The task of motivating employees is arguably the most difficult part of a manager’s job. Expert opinions vary on this topic, but decades of workplace studies more than suggests that managers can and do affect employee motivation both positively and negatively.
With respect to Communications, it’s a fact that employees generally get as many attitudinal cues from their managers as they get from co-workers. Thus, managers need to be careful about their words and demeanor. And this extends to the tone, clarity, and relevance of how and what they write.
Simply stated, if bosses are “invisible” and do little more than habitually write memos on work rules, production, and deficiencies, employees will quickly come to the conclusion that the front office is out of touch with reality.
This all goes to a manager’s credibility, and once this is compromised all the motivational initiatives and gimmicks in the world wont do a thing to positively affect employees.
That said, the first thing a manager must do to motivate their employees is to get out among their employees and exhibit a genuine positive and helpful attitude. Keep in mind that the practice of “Management By Walking Around” is much more effective than “Management By Memo”.
As evidence, consider how employees generally distinguish between good and bad bosses. For the most part, this judgment is based not so much on a manager’s easiness or toughness, but rather how managers are perceived with respect to their fairness, helpfulness and leadership.
Of course, any manager can affect a short-term spike in Employee Motivation through intimidation, but aside from the expediency of such a tactic, the risk of poisoning a work atmosphere for short-term gains makes this a dubious motivational tactic, not to mention a reckless management practice.
Second, managers need to “get real”. Employees today, whether they are adults or adolescents, are products of modern society complete with all the worldliness and cynicism of this age. The upshot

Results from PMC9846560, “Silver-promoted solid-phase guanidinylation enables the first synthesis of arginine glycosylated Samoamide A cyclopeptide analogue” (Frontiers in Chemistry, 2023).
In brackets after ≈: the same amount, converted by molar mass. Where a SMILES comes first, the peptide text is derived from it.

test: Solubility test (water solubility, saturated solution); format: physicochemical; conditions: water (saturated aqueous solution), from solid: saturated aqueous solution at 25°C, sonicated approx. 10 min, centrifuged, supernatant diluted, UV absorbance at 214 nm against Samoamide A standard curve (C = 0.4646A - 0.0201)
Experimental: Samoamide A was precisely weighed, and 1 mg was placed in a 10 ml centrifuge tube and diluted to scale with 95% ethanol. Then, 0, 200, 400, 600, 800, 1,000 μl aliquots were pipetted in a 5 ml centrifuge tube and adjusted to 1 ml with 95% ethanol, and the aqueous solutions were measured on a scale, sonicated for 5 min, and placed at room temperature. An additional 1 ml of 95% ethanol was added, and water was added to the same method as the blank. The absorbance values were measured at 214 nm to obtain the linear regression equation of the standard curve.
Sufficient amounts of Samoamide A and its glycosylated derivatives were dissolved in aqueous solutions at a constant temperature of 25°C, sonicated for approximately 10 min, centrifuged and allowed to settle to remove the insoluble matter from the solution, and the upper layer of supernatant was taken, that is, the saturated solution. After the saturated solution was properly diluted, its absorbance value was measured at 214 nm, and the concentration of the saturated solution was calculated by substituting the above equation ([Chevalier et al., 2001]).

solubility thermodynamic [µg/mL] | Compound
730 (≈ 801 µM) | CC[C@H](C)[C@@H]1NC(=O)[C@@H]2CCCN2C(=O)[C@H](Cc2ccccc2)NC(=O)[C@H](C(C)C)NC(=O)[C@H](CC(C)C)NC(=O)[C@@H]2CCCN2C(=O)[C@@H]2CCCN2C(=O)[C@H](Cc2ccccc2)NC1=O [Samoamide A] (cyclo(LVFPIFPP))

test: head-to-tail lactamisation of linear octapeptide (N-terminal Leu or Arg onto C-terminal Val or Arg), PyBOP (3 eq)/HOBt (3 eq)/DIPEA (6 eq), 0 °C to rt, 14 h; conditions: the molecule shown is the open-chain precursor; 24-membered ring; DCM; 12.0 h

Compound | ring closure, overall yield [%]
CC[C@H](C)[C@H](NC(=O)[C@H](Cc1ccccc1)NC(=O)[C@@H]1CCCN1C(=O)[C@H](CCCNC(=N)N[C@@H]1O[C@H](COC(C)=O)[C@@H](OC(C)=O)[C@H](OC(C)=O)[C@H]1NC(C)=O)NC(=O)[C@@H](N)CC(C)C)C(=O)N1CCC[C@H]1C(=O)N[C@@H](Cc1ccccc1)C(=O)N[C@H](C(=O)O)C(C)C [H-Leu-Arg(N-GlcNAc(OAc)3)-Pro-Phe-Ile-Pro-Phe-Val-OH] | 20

is that managers who ignore this reality and persist with an autocratic “do as I say” style shouldn’t be too surprised when employees ignore their motivational efforts.
Third, open up Communication Channels.The fact is that employees do things for their own reasons and these reasons may not always coincide with an employer’s expectations. Granted, getting a handle
on this is tricky as it is often difficult to read some individuals. Moreover, it is even trickier to presume what employees may be thinking.
The best practice is to encourage and facilitate open and frequent two-way communication.It’s a simple concept, but still the most effective way for managers to gain insights into employees’ wants and needs.
Fourth, managers need to be innovative in developing motivational tools. Obviously, money can be a great motivator, but psychic rewards in the form of a “pat on the back” and formal recognition often have residual benefits that no amount of money can buy. And let’s face it, in the current economic climate, doling out financial rewards may not be an option anyway. However, that’s not to say the manager can’t spring for an occasional lunch.
Fifth, decide on either an incentive or reward approach and stick with your choice. But there are caveats to either of these approaches. As such, be mindful that when motivational practices are treated as incentives,
they can become a rationalization for unfairly manipulating employees. On the other hand, when used as reward mechanisms, they can become subjective and arbitrary.
In the end, no manager wants their good intentions to backfire, so the best advice is that whatever approach is chosen ensure that it is administered fairly, consistently and transparently. But in order to make any motivational tool work, managers must set the proper tone and climate in their work units. In this regard, consider the following tips:
* Be a leader, not just a “boss”.
* Be approachable and helpful.
* Keep Memos to a minimum.
* Have frequent one-on-one meetings.
* Use Staff Meetings to recognize good performance.
* Discipline privately.
* Encourage innovation and risk-taking.
* Back your employees, don’t assume complaints are valid.
* Provide training opportunities.
* Promote excellent performers.
As a final word, it should be noted that Employee Motivation is fluid, and is often influenced by forces that may have little or nothing to do with the manager or the job itself. Likewise, not every motivation peak and valley warrants a manager’s intervention. But what it does warrant is monitoring and the insight to deal
with any downward trends.